about four more hours before someone found me--I could barely whisper,
much less yell, due to my 16% or so lung capacity, and as it turns
out, nearly two liters... the amount of fluid in a large soda pop
bottle, on my left lung... like a refridgerator crushing the left side
of my chest--and by the time the paramedics got there, I was in utter
shock. I was also beginning to hurt so badly again that no words can
describe it. It was horrible. Hospitalization was no picnic either,
let me tell you. Even after draining off the fluid once with a chest
tube--a rubber catheter inserted through your ribs, into the pleural
lining of your lung, they gave me what is known as positive-pressure
respiratory treatment, and the inflation of my lung popped a blood
vessel and caused additional pleurasy, and another 'hemothorax'.
Originally, I also had air trapped in my chest--a pneumothorax, which
they had to releave with a cannula. That hurt too!  After two
additional chest tubes and having to bear down to force the
reddish.-brown fluid out of my chest cavity and into a collector, I
finally regained around 98% lung capacity, amazingly, and then--one
month after arriving at Santa Clara Valley Medical Center in the Bay
Area, California, I began Spinal Cord Injury Rehabilitation. I had to
learn to deal with having little control over my bowels, having to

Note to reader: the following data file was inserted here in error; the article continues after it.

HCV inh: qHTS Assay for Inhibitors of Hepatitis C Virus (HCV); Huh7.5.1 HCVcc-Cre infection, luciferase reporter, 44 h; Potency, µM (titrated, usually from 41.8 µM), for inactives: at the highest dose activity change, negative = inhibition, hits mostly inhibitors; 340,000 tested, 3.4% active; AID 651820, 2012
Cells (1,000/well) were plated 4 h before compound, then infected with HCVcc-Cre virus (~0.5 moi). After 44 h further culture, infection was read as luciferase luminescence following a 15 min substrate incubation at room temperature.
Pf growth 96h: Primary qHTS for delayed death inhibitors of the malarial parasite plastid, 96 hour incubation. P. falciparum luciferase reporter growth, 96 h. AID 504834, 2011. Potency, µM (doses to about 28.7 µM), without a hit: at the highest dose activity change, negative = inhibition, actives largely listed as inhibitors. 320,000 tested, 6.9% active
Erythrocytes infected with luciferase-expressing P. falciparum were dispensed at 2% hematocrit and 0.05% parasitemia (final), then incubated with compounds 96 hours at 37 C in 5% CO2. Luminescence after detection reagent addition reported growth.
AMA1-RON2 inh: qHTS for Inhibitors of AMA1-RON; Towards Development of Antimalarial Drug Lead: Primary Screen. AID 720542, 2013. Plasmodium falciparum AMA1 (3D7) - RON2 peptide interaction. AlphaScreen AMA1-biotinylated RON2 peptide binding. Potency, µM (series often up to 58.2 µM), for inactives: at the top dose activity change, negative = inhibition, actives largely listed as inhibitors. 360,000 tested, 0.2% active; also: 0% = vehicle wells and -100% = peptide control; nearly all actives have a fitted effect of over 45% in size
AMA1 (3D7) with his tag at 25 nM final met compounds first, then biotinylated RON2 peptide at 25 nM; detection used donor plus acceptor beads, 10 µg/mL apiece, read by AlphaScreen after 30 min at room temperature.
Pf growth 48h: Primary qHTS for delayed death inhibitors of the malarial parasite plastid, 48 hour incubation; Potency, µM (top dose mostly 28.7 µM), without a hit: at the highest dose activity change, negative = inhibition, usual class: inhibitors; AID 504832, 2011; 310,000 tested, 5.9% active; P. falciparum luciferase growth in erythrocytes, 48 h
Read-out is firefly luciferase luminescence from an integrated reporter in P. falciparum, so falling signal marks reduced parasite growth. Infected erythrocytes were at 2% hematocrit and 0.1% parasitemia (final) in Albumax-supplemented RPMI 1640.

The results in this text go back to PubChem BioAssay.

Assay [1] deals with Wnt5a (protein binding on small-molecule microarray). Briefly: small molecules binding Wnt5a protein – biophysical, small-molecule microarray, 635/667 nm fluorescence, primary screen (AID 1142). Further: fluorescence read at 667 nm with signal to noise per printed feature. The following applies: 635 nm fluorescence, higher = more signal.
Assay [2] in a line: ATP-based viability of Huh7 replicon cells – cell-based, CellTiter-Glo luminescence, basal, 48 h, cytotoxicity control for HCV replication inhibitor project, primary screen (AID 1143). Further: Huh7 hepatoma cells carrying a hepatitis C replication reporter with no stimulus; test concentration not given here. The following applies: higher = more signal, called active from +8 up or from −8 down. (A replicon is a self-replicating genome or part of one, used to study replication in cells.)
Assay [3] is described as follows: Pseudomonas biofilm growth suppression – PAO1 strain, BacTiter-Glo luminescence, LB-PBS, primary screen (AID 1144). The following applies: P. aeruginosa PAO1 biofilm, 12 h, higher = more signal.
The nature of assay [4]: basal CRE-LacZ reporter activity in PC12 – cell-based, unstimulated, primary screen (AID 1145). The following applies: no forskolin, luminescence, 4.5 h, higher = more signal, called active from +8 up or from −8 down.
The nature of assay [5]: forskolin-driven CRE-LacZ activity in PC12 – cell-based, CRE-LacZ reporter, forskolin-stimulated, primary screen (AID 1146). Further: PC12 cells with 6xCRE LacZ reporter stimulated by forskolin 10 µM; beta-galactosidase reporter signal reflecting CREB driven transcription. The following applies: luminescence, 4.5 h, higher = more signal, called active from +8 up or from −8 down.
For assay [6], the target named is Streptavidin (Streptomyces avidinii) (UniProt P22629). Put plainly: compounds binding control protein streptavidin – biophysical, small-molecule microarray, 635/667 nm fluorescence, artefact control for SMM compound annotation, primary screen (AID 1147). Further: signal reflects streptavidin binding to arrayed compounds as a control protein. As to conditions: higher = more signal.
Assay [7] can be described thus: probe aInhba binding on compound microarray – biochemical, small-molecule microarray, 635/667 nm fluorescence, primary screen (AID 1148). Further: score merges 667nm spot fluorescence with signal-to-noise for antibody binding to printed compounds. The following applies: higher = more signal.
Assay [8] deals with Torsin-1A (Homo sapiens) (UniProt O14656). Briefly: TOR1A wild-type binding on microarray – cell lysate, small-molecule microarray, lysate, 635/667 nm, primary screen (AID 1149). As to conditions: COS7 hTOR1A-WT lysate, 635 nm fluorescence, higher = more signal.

learn how to do a 'bowel program' with suppositories, and the fact
that I had no feeling in my groin--meaning no future physical sexual
feelings, and no ability to masturbate--and still having a huge sex
drive... how do you like that?--I had almost no way to relieve
tension, escept exciesize, for endorphin release, and taking my pain
meds. What made it worse was, before I was shot, at age 16, I had
never had sex, and never had a girlfriend, eventhough I can say
honestly I am, and have long been, a very attractive man. And even
though I have had half a dozen girlfriends now, ten years later,
dating was no fun... having to explain my limitations. In October of
2003 however, I had one of the happiest days of my life, howver, when
I married my wife, Jennifer. My dad was my best man. However, even
being married, and having a willing sexual partner, I find myself
doing almost all of the pleasing, and I suppose I will never know what
it is like to be inside a woman--to actually FEEL it at all--or orgasm
therein. Any of you out there who have had there experience, count
yourselves as lucky. Unless there's sex in there Hereafter--and I hope
there is... with my wife, I'm talking, right now--I suppose I will
never know what sex is like. You have no idea how angry that makes me,
and how much pent up sexual frustratipn a guy has after a decade of no
orgasmic release. Hey, that may sound shallow, but TRY IT SOME TIME.